When I went to Prague a summer ago I couldn’t believe I was going. I had a 9 hour layover at the Heathrow airport so a classmate and I stayed at the Yotel which I loved. I was studying abroad with my department at a small hostel.
Since this is my 100th post I will begin, since I’ll be on winter break soon, going through my journal and photos from the trip and incorportaing it into my blog. Hopefully it will be done by the time I return to Europe once more in the spring. This time actually leaving the Heathrow airport and exploring London itself.
For me Prague was very relaxing and stunningly beautiful. It was definably a dog city, they were everywhere. One day after going to a performance we heard someone call out and we saw their dog cross the street and they called out again and the dog stopped while the light was red, then they called out again and the dog crossed the street. The dogs are so well trained. They weren’t even always on leashes like the one that crossed the street on command.
On one of our first days there our teacher gave us a walking tour and we stopped to watch some construction on the cobblestone. The roads are cobblestone and so are the sidewalks. People were putting each piece in, carefully by hand. Different areas have different patterns to their sidewalks. Cars will pull up onto the sidewalks and people walk in the middle of the street. I learned that the lights for crosswalks are followed by a clicking sound.Unlike Chicago where I rarely carry cash, in Prague I rarely paid with a card, especially since a lot of places didn’t take cards, and usually would go to an ATM to get Koruna (Crown). Graffitti is everywhere, but it can be ridiculoulsy gorgeous.
I will start with the hostel we stayed at. We stayed at Hostel Mikoláše Alše, 2 Na Vysinach, Prague 7. Prague is broken up into districts. Hostel Mikoláše is located between two big parks. Letna and Stromovka. We were also nearby tons of transportation, restaurants, bars, a stadium and a castle. We were right off the Sparta tram stop which was amazing until they stopped using the stop due to construction.
I stayed in room 101. The hostel was set up so our unit had two bedrooms with two people in each. A small hallway that led to the water closet and another room a shower in it. In our unit alone we had five sinks. There was one in each bedroom, one in the water closet, and one in the shower room, and one in the small hallway that was our kitchen. Our kitchen included a small fridge in the middle of the floor and some cooking implements and a stove.The room my roommate and I shared had two beds, a bookshelf (that we filled with all of the books we had to bring for class), a wardrobe, a sink, a table with chairs and two bed stands with a lamp.We had a window that opened we left open a lot and looked across the street. During part of the summer while I’d be doing homework in our room little white tuffs, from the plants would float in or we could watch kids and people going to school in little rows of two, or I could here my classmates coming back from the bars. There wasn’t any smoking in the individual units, but classmates could smoke in the lobby or on the staircase.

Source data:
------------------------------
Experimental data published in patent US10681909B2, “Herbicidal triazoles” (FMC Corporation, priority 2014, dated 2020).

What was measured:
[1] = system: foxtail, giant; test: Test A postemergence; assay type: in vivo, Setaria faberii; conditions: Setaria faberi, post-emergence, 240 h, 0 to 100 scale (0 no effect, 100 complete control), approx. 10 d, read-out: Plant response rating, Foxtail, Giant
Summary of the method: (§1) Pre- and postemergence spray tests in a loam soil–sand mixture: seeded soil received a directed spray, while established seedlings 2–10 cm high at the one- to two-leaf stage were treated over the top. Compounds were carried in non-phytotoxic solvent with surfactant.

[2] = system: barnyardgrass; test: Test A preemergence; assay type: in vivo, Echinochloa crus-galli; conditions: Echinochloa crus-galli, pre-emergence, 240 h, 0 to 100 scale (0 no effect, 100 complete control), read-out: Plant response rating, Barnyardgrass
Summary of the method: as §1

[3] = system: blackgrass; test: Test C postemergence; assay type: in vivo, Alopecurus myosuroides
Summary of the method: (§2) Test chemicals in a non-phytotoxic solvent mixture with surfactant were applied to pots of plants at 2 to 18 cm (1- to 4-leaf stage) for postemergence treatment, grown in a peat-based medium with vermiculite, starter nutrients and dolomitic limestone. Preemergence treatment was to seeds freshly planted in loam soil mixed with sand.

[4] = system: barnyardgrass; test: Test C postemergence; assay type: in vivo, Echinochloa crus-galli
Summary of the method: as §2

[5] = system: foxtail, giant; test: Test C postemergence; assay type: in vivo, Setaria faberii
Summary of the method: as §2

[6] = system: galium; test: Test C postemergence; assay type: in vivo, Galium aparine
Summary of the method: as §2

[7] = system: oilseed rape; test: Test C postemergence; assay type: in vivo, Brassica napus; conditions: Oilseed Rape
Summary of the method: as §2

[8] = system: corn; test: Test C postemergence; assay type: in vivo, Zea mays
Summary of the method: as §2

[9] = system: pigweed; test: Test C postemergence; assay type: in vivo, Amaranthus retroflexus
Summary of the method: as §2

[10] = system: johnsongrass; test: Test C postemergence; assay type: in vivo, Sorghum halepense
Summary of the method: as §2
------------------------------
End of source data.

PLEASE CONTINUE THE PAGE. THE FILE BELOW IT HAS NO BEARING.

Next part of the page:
There was one elevator, but it took forever so except for when we moved in or out we usually took the stairs, since we were only one floor up from the lobby. When we moved in we had a set of keys. One for our unit, another for the front door because the doors were locked after a certain time. Our unit would usually leave our windows and doors open while we were around, whether we were down the hall in one of our classmates units where they were always cooking food that smelled delicious or if we were just sitting around, but if we opened or closed a door the wind would slam the doors shut.
Breakfast was included in our hostel package. I’m unsure if any other students staying there got breakfast, because I only saw my classmates when it was breakfast time. Where we had breakfast there were three rooms, one with the food, one with seats and chairs, and one more. This was where we had class.
The hostel was enjoyable but it didn’t really keep us. The internet didn’t work well, if at all. I remembered waiting for Google to load and waiting longer than I use to with dial up, at least a good five minutes later and Google still hadn’t loaded. To do laundry you had to go down to the window where you checked in, checked out, or asked for help and give them about five or ten Koruna (Crowns). They would give a key and then we’d go to the basement unlock the laundry room which had two washers. We’d do our laundry, but we had to lock up after we’d put it in, return the key and come back get the key again and retrieve our laundry. We didn’t bother with the dryer because it didn’t work and had to get creative about hanging up our clothes. If we forgot to return the key or took too long the person who gave us the key would hunt us down. So between laundry and internet we had to find alternative ways of dealing. With the internet we would lug our computers to some place with free wifi.
The hostel itself is usually used for students, specificaly students of the Academy of Arts, Architecture and Design in Prague. I rarely saw other students outside of my classmates. But I liked our location even if I didn’t particularly like our hostel. For the longest time I couldn’t figure out how to remember where it was because coming back on the tram I would get confused as to which stop to get off at. There were two really close together and it took awhile to remember to get off at Sparta. So I remembered where to get off because the Sparta stop stops right outside of a shop called Erotic City with a bright yellow sign and behind it is a beautiful clock tower.